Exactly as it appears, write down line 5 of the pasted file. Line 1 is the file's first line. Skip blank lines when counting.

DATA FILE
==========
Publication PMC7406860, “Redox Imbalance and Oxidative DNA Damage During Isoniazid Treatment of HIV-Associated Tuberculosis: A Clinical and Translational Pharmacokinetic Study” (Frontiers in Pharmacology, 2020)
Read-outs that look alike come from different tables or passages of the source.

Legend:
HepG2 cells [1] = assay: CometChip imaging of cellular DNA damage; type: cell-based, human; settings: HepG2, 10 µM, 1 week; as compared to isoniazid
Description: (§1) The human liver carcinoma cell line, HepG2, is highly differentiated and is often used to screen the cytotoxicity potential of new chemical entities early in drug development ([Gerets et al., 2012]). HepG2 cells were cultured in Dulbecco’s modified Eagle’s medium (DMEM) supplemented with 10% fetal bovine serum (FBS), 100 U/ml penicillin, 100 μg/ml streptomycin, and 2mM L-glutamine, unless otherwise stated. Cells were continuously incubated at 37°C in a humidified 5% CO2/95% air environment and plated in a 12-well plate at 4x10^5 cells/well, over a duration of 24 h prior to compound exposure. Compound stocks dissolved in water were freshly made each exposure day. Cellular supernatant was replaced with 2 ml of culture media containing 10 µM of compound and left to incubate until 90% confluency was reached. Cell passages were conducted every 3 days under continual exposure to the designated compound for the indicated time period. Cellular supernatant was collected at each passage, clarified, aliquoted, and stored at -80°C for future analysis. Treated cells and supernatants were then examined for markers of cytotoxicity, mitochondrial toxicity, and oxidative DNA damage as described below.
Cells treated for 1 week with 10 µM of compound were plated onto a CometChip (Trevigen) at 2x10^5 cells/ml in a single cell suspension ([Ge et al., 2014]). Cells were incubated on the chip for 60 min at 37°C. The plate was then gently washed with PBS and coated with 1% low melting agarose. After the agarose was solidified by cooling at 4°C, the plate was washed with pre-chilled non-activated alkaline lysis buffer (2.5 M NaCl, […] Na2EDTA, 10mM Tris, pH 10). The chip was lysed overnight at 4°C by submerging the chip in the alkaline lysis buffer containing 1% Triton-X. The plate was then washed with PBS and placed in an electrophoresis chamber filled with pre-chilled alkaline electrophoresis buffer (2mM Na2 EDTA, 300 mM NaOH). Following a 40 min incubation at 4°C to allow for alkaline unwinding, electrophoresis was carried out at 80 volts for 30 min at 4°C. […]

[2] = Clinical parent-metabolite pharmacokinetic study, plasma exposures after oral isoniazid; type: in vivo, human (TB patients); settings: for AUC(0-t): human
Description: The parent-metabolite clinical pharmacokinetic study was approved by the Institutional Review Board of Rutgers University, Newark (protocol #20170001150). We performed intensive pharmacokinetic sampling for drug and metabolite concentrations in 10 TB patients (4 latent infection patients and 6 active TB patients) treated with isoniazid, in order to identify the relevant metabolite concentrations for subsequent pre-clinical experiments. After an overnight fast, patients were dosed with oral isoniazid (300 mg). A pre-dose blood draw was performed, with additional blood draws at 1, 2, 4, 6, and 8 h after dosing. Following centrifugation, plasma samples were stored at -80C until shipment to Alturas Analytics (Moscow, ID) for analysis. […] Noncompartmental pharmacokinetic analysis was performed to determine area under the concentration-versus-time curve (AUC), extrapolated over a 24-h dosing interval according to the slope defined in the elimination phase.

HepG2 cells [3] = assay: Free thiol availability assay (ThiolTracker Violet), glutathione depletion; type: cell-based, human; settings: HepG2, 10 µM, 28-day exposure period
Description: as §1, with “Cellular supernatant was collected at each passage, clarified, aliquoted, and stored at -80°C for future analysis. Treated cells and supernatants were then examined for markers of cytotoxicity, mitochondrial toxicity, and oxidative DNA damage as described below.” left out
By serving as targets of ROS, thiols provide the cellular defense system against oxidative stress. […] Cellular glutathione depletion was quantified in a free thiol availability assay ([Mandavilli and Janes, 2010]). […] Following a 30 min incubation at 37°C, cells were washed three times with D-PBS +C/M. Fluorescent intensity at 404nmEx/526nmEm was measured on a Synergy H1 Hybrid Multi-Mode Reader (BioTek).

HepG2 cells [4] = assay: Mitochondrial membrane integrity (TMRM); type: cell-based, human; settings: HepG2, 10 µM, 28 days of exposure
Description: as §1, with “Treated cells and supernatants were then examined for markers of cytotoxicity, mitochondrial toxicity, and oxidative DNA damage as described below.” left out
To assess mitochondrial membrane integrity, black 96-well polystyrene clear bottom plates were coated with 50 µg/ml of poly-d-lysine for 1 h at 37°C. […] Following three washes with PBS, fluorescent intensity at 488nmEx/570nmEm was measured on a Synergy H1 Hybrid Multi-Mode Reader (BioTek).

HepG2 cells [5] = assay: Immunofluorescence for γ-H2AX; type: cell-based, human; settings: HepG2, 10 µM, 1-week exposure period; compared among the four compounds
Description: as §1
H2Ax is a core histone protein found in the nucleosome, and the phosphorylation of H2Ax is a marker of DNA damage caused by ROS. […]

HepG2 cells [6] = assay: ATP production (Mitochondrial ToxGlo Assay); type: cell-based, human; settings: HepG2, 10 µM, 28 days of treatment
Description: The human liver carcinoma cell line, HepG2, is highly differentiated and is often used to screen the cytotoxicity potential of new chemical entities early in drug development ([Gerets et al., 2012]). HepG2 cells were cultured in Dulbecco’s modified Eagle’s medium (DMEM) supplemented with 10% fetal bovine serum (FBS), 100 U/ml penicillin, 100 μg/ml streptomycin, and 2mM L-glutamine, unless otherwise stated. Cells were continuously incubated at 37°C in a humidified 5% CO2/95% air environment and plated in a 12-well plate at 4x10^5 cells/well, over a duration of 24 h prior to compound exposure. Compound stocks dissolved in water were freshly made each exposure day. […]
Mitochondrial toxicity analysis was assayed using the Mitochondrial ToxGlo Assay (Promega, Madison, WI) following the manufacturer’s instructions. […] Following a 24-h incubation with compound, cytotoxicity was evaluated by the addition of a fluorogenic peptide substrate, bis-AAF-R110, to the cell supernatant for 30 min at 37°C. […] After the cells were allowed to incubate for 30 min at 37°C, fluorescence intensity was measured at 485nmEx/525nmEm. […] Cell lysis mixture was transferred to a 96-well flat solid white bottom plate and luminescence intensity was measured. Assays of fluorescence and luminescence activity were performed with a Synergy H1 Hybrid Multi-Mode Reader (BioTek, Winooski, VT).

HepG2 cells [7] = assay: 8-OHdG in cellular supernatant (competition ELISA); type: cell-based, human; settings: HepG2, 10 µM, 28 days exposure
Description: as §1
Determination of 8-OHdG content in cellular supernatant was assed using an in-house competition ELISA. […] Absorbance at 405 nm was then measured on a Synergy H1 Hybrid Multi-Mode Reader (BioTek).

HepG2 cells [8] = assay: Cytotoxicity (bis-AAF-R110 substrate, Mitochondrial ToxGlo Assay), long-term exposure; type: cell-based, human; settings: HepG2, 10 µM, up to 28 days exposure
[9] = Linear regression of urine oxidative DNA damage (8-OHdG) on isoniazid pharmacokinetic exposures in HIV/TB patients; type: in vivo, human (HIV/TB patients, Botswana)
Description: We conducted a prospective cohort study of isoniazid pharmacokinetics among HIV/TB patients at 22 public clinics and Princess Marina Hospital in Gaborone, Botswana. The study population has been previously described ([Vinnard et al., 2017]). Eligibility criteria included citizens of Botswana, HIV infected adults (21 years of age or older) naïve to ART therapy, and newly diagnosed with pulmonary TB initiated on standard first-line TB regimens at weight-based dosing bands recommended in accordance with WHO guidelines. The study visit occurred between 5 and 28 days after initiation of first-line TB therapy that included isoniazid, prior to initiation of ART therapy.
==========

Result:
Description: (§1) The human liver carcinoma cell line, HepG2, is highly differentiated and is often used to screen the cytotoxicity potential of new chemical entities early in drug development ([Gerets et al., 2012]). HepG2 cells were cultured in Dulbecco’s modified Eagle’s medium (DMEM) supplemented with 10% fetal bovine serum (FBS), 100 U/ml penicillin, 100 μg/ml streptomycin, and 2mM L-glutamine, unless otherwise stated. Cells were continuously incubated at 37°C in a humidified 5% CO2/95% air environment and plated in a 12-well plate at 4x10^5 cells/well, over a duration of 24 h prior to compound exposure. Compound stocks dissolved in water were freshly made each exposure day. Cellular supernatant was replaced with 2 ml of culture media containing 10 µM of compound and left to incubate until 90% confluency was reached. Cell passages were conducted every 3 days under continual exposure to the designated compound for the indicated time period. Cellular supernatant was collected at each passage, clarified, aliquoted, and stored at -80°C for future analysis. Treated cells and supernatants were then examined for markers of cytotoxicity, mitochondrial toxicity, and oxidative DNA damage as described below.